In the market’s view, Japan can only join the macroeconomic party once policy elsewhere has "worked," kicking off a round of growing external demand while domestic demand remains demographically constrained. Despite unemployment of 2.3% amid record participation rates and chronic shortages of labor beginning to materially impact corporate behavior, this perception is deep-rooted and underlines how entrenched the belief is that Japan can "never work." Against this macro backdrop, foreigners remained heavy net sellers, while the market was still heavily influenced by passive buying from the Bank of Japan. For context, the passive share of new flows is now over 60%, compared to 40% in the U.S. and 30% in European markets.
Given current macroeconomic trends, corporate governance has increasingly moved to the foreground, and we anticipate wide ranging—and in some cases quite dramatic—initiatives to be announced at upcoming annual meetings, with a clear focus on shareholder returns, corporate structures, and balance sheet efficiency. We believe the likelihood of Japan’s current stance of tight fiscal, "excessively" loose monetary policy—which is totally contrary to the route the rest of the world is starting to take—continuing indefinitely is low. Indeed, discussions are building over the desirability of raising the sales tax while the Bank of Japan is under growing pressure to explain its rationale for sticking to a policy that clearly is not working.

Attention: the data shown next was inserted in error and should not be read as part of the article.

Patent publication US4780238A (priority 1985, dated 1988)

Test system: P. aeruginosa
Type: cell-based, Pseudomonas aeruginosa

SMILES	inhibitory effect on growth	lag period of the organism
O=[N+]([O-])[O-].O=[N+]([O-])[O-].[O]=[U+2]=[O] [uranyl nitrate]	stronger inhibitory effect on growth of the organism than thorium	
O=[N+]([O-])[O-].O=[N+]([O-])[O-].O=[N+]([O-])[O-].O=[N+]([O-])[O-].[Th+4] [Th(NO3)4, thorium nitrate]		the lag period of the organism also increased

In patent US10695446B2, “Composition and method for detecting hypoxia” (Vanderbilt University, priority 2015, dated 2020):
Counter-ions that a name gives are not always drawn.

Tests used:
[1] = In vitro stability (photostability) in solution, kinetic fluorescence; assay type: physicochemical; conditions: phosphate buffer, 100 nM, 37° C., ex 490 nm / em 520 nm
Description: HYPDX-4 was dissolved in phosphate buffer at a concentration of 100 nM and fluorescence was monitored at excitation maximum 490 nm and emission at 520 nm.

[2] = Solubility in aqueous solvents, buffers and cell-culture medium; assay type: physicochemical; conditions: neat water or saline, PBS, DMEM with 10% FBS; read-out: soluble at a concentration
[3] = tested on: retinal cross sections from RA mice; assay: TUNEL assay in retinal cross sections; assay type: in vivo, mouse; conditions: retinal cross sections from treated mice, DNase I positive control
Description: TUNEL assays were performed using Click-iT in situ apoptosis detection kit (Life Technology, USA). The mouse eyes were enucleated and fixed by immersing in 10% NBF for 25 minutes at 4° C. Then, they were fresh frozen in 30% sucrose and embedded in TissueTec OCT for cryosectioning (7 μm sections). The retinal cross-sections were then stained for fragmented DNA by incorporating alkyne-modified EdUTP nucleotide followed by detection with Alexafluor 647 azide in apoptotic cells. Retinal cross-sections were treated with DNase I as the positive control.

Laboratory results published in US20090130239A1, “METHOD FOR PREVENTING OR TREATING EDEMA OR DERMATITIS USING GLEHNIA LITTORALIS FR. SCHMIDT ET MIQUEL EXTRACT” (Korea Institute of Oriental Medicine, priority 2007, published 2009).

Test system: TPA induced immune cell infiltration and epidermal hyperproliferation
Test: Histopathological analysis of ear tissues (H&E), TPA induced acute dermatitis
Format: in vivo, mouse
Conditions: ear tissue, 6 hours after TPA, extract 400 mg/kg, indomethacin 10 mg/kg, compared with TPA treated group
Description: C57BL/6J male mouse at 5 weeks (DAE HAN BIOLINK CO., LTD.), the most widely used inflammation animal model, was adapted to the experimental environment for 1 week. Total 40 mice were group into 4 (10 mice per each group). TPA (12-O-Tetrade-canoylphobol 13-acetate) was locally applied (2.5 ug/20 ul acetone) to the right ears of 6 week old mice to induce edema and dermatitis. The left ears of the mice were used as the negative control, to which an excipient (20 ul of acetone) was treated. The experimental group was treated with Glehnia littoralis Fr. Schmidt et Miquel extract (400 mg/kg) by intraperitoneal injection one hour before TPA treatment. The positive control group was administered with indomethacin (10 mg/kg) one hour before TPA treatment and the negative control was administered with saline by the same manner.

Despite a combination of factors weighing heavily on emerging markets last year, we believe underlying company financials remain attractive. However, in our view, slowing economic growth continues to be a risk to investors, particularly in China.
The developed Asian markets are highly influenced and reliant on China for growth. With a slowdown in the Chinese economy, higher oil prices, and sustained trade tensions between the U.S. and China, our outlook for the region has deteriorated. However, declines in valuations in 2018 have led to promising investment opportunities among select Asian exporters as well as more domestically focused stocks.